The department is working with the family of the northern New Mexico girl to identify who could have been exposed to the disease. The girl had contacts in both Taos and Rio Arriba counties, KRQE reports.
“This case should serve as a reminder to all of us to keep our immunizations up to date, especially when it comes to children,” Catherine Torres, the state secretary of health, said, according to KRQE. “Immunizations are the best tool we have to protect people from serious and potentially life-threatening diseases.”
New Mexico’s last confirmed measles case was in February 2011.
The state’s Vaccines for Children program allows all children in New Mexico to get vaccines for free.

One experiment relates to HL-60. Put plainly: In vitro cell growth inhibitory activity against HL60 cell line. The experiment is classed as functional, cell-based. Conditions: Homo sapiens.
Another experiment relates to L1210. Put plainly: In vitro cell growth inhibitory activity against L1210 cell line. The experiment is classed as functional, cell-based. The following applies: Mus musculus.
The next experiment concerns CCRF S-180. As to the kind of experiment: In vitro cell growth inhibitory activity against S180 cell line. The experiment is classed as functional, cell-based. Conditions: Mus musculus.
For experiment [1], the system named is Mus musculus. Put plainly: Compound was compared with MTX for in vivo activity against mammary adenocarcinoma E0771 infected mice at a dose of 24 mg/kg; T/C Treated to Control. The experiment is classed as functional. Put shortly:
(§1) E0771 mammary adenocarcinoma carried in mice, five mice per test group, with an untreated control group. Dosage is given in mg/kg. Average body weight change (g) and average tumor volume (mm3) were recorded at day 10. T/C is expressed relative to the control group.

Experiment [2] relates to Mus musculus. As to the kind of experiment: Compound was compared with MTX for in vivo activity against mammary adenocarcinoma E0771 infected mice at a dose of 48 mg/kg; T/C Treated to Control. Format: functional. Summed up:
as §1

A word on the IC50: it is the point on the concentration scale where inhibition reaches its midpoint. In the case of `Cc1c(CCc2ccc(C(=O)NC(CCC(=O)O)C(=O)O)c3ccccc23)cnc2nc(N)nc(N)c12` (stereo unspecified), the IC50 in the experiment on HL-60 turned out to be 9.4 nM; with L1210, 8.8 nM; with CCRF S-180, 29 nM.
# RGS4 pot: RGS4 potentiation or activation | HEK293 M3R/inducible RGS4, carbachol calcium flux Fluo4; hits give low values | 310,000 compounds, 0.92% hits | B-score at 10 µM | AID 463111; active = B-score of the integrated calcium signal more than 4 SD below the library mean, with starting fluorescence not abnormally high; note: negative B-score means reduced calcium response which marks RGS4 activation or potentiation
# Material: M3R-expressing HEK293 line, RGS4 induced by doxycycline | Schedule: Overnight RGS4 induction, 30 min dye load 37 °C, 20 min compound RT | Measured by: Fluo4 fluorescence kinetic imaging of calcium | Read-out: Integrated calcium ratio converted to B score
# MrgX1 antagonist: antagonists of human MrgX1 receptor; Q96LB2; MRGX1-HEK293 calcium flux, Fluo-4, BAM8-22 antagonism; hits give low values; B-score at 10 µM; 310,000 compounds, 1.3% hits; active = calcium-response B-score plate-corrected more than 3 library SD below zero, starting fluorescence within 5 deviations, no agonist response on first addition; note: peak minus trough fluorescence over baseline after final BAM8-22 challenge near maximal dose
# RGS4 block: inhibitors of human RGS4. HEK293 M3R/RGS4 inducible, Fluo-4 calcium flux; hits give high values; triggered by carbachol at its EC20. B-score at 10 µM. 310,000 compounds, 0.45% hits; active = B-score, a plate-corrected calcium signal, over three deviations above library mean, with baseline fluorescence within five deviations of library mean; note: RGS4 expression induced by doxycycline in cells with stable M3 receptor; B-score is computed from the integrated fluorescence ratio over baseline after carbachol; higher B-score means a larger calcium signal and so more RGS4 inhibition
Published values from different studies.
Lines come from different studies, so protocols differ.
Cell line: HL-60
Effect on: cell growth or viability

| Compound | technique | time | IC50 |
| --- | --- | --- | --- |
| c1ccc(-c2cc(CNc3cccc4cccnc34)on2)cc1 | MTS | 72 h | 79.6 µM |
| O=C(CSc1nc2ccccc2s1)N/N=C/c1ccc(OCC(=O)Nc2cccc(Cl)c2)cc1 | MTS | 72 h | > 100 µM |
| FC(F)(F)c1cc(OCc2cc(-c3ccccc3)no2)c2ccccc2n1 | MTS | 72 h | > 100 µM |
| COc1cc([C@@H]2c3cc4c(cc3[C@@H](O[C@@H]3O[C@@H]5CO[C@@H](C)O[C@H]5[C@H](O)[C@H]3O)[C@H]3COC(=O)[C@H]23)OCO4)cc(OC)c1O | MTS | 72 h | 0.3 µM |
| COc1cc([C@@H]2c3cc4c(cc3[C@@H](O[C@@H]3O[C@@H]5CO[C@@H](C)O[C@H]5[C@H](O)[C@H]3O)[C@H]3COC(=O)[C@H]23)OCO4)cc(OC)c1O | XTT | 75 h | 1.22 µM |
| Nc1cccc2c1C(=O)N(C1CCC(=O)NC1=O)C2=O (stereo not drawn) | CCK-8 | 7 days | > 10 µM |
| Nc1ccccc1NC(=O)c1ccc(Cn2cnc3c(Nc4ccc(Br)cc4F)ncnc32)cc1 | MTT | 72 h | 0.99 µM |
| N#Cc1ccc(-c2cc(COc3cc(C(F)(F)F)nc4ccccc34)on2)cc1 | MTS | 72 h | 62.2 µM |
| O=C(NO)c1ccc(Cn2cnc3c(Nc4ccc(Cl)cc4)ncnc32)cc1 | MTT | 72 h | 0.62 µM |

Measles is a highly contagious disease that is transmitted from one person to another through the air or via droplets. Measles symptoms include cough, runny nose, fever, red eyes, and a rash that starts on the face and spreads down the body. Pregnant women, people with compromised immune systems and infants under the age of one may require additional medications to protect them from the disease. People exposed to measles who develop an illness should call their medical provider ahead of time to prevent exposing other patients.